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Review by Jan Böhm
What an excellent concert! I have never seen Bob Dylan live on stage
before. I was somewhat scared because I have read bad reviews in the
past. But this was a really good show. Excellent guitar play, both
acoustic and electric. These guys really know their stuff.
9th row somewhere in the middle, it is hard to read from Bob Dylan's
face (was there a smile!?), but if I am not terribly mistaken, he
enjoyed himself and so did the rest of the band. No real encores - but a
complete concert with two sets, first acoustic guitars then electric (o.k.
some acoustic again in the end). Again, excellent show!
Review by Horst Jungbauer
I never missed a concert by Bob nearby since the early 90´s, when his
musical output had become more solid then the decade before – milestones
for me OH MERCY and MTV UNPLUGGED. If the band is still more tight
together, i think, the current european tour could become one of the best
in the last years.
Why? Well , because of the many new arrangements of
- surprising new songs in the repertoire
and a good taste in the program for raw playing and quiet moments.
First of all i was delighted by the fact that so many „must classics“ from
the 60´s, for which some of the older crowd (perhaps 90 %) had been
waited, were not performed. – and the performed classics were really
MAGGIE´S FARM – a raw country rock with Bob´s strong voice as in nearly
TAIB – with overwhelming groovy rhythm (did i hear some kind of disco
stomp by the excellent drummer?), harp solo at the end
DESOLATION ROW – a straight acoustic number, for me better and tighter
than the original
like the GATES OF EDEN too
COUNTRY PIE – uih – never heard that one live before – country swinging!
CAN`T WAIT – seems to become one of the favourite live tunes of the band
(look at Zurich´s review)
GIRL FROM THE NORTH COUNTRY and I`LL BE YOUR BABY TONIGHT made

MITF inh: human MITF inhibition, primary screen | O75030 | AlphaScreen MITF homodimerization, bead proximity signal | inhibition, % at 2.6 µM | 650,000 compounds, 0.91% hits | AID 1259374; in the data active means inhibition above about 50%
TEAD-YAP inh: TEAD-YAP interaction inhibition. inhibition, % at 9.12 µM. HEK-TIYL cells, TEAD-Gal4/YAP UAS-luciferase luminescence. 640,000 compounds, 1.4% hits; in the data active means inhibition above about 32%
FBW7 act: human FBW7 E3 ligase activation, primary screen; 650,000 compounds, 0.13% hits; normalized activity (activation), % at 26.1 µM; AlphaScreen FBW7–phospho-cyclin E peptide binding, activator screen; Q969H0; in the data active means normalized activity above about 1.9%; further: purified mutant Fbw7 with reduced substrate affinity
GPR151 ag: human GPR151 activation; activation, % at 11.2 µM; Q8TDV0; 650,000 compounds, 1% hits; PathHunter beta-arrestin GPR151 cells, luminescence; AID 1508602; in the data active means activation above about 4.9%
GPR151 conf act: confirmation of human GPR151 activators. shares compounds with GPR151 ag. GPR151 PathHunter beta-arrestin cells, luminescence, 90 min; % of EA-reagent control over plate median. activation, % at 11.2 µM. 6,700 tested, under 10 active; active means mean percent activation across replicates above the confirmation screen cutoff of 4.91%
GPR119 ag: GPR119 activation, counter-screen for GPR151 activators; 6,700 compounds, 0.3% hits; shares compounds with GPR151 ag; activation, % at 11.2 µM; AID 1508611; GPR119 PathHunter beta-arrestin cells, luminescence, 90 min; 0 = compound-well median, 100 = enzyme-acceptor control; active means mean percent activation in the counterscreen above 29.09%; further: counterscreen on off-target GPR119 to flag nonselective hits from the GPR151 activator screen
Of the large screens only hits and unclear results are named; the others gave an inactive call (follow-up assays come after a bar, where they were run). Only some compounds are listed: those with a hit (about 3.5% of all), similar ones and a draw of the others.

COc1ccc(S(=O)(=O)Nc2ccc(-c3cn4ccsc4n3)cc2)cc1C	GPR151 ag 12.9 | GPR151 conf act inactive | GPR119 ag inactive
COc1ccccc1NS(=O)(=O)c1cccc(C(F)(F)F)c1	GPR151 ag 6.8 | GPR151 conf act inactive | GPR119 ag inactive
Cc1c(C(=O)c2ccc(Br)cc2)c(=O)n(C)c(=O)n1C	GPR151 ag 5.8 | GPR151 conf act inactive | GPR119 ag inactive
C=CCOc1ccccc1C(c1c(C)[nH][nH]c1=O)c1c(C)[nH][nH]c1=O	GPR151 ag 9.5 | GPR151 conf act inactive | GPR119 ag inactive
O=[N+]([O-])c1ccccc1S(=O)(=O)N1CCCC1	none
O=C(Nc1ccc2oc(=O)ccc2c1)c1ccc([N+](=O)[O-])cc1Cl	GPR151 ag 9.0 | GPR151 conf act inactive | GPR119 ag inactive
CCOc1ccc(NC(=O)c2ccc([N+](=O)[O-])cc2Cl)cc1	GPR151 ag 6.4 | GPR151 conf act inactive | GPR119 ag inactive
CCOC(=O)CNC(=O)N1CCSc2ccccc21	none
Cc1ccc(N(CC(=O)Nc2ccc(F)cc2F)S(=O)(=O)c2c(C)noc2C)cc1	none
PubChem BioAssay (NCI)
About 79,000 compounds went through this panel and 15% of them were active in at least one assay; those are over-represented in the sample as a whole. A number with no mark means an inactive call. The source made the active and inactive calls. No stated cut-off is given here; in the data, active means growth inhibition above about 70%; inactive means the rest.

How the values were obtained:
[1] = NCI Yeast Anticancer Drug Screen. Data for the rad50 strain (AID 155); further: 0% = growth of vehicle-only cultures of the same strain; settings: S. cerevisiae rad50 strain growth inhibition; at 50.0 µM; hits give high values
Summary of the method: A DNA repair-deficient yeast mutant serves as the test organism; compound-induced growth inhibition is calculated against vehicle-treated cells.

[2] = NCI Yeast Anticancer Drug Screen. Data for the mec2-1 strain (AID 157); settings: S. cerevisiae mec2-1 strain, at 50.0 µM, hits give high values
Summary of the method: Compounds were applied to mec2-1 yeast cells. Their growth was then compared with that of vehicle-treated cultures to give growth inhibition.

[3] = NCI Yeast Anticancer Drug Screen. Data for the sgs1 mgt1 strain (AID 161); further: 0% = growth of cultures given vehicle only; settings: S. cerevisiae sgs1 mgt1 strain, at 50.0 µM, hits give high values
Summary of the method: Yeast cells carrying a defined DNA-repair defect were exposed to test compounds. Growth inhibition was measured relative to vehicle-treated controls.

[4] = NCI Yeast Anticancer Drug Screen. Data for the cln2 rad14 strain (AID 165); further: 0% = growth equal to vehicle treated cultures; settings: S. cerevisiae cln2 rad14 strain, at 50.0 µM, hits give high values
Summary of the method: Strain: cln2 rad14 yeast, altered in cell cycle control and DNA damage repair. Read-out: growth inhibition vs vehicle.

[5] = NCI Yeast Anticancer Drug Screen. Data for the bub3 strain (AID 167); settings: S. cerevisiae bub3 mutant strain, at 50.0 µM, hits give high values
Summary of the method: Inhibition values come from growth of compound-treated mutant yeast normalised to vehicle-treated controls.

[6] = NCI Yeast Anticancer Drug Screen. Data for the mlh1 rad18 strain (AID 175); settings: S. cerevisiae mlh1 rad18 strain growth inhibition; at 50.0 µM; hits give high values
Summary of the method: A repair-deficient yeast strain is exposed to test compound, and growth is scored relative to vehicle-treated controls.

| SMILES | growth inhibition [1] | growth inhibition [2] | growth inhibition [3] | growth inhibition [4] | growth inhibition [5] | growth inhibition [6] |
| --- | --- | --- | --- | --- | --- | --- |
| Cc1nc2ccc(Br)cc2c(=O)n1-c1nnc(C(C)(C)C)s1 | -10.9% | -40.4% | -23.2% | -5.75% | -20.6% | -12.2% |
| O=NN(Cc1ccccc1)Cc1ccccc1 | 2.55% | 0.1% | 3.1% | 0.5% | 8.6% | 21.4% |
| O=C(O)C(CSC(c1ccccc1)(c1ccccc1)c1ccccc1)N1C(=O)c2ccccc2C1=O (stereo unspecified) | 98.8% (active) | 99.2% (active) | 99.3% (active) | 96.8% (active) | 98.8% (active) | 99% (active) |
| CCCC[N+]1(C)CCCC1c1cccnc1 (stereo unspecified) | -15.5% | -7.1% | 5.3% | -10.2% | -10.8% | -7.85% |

the huge hall as familiar as a club.
Were there any encores? Well, like two days before, nobody said anything at
the mike, so i think it was a pause before six other songs, each different from
the other and by changing dozens of guitars after every song – and again two
fine pieces: Buddy Holly`s NOT FADE AWAY with harmony vocals by the two
guitarists and IT AIN`T ME BABE in a acoustic version with harmonica, so
relaxed that i felt laying on my sofa at home.
Who cares that LIKE A ROLLING STONE was the worst tune, trashed by a
guitar of Charlie Sexton who obviously thought that this was early punk?
Thanks to the man behind the mixing console for his lesson in real stereo.
The right channel for the guitarist on the right side, the left channel for the
other and Dylan in the middle too low. Sometimes the Sexton guitar
(on my side) was only nerving (LOVE SICK!) – I often thought, next year
i go to the other side of the hall to hear the second guitarist – a better
solution: to kick the mixer off.
Best regards Horst Jungbauer
Review by Carsten Wohlfeld
After spending a lovely (and very sunny) day at Lake Constance, doing all
the thing you tend to do on a day off, like getting drunk and watching the
“Hard Rain” video...) Gunter and I drove off to Stuttgart, to meet our
host Peter (thanks!) and to see the show at the Schleyerhalle, last
visited by Bob in 1987 on the tour with Tom Petty. The venue was about 4/4
full, which was more than I expected and the security did a very bad job
at pushing back people to their seats, so the stage rush happened even
before the lights went down.
Roving Gambler (acoustic)
Was the song they kicked off the show with at 8.15 and it was apparent
from the start that Bob was determined to show that he still can play